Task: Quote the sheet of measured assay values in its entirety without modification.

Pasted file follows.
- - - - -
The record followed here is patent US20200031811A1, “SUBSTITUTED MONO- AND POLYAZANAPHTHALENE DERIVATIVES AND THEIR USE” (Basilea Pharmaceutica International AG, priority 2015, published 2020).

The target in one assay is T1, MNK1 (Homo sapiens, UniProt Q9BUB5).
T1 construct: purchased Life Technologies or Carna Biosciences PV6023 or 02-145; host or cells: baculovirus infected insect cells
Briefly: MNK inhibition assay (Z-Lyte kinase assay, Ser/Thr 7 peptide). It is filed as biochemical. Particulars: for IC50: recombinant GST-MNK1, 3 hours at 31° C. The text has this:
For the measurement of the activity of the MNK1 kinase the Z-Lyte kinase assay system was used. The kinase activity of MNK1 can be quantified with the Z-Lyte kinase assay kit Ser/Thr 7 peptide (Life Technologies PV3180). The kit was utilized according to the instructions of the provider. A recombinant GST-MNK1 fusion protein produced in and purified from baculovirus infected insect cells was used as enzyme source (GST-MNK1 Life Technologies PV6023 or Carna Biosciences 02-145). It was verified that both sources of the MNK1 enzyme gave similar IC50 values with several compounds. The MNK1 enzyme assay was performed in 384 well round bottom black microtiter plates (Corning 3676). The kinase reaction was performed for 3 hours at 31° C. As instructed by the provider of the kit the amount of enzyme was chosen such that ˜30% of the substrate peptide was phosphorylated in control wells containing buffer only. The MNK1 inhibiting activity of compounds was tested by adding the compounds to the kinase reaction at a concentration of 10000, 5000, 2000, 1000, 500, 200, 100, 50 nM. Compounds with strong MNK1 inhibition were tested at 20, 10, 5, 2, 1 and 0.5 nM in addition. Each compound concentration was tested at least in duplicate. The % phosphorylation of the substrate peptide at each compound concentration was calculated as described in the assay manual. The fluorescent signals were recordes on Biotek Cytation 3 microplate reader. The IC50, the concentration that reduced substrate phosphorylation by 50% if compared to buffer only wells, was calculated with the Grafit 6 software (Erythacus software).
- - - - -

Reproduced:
The record followed here is patent US20200031811A1, “SUBSTITUTED MONO- AND POLYAZANAPHTHALENE DERIVATIVES AND THEIR USE” (Basilea Pharmaceutica International AG, priority 2015, published 2020).

The target in one assay is T1, MNK1 (Homo sapiens, UniProt Q9BUB5).
T1 construct: purchased Life Technologies or Carna Biosciences PV6023 or 02-145; host or cells: baculovirus infected insect cells
Briefly: MNK inhibition assay (Z-Lyte kinase assay, Ser/Thr 7 peptide). It is filed as biochemical. Particulars: for IC50: recombinant GST-MNK1, 3 hours at 31° C. The text has this:
For the measurement of the activity of the MNK1 kinase the Z-Lyte kinase assay system was used. The kinase activity of MNK1 can be quantified with the Z-Lyte kinase assay kit Ser/Thr 7 peptide (Life Technologies PV3180). The kit was utilized according to the instructions of the provider. A recombinant GST-MNK1 fusion protein produced in and purified from baculovirus infected insect cells was used as enzyme source (GST-MNK1 Life Technologies PV6023 or Carna Biosciences 02-145). It was verified that both sources of the MNK1 enzyme gave similar IC50 values with several compounds. The MNK1 enzyme assay was performed in 384 well round bottom black microtiter plates (Corning 3676). The kinase reaction was performed for 3 hours at 31° C. As instructed by the provider of the kit the amount of enzyme was chosen such that ˜30% of the substrate peptide was phosphorylated in control wells containing buffer only. The MNK1 inhibiting activity of compounds was tested by adding the compounds to the kinase reaction at a concentration of 10000, 5000, 2000, 1000, 500, 200, 100, 50 nM. Compounds with strong MNK1 inhibition were tested at 20, 10, 5, 2, 1 and 0.5 nM in addition. Each compound concentration was tested at least in duplicate. The % phosphorylation of the substrate peptide at each compound concentration was calculated as described in the assay manual. The fluorescent signals were recordes on Biotek Cytation 3 microplate reader. The IC50, the concentration that reduced substrate phosphorylation by 50% if compared to buffer only wells, was calculated with the Grafit 6 software (Erythacus software).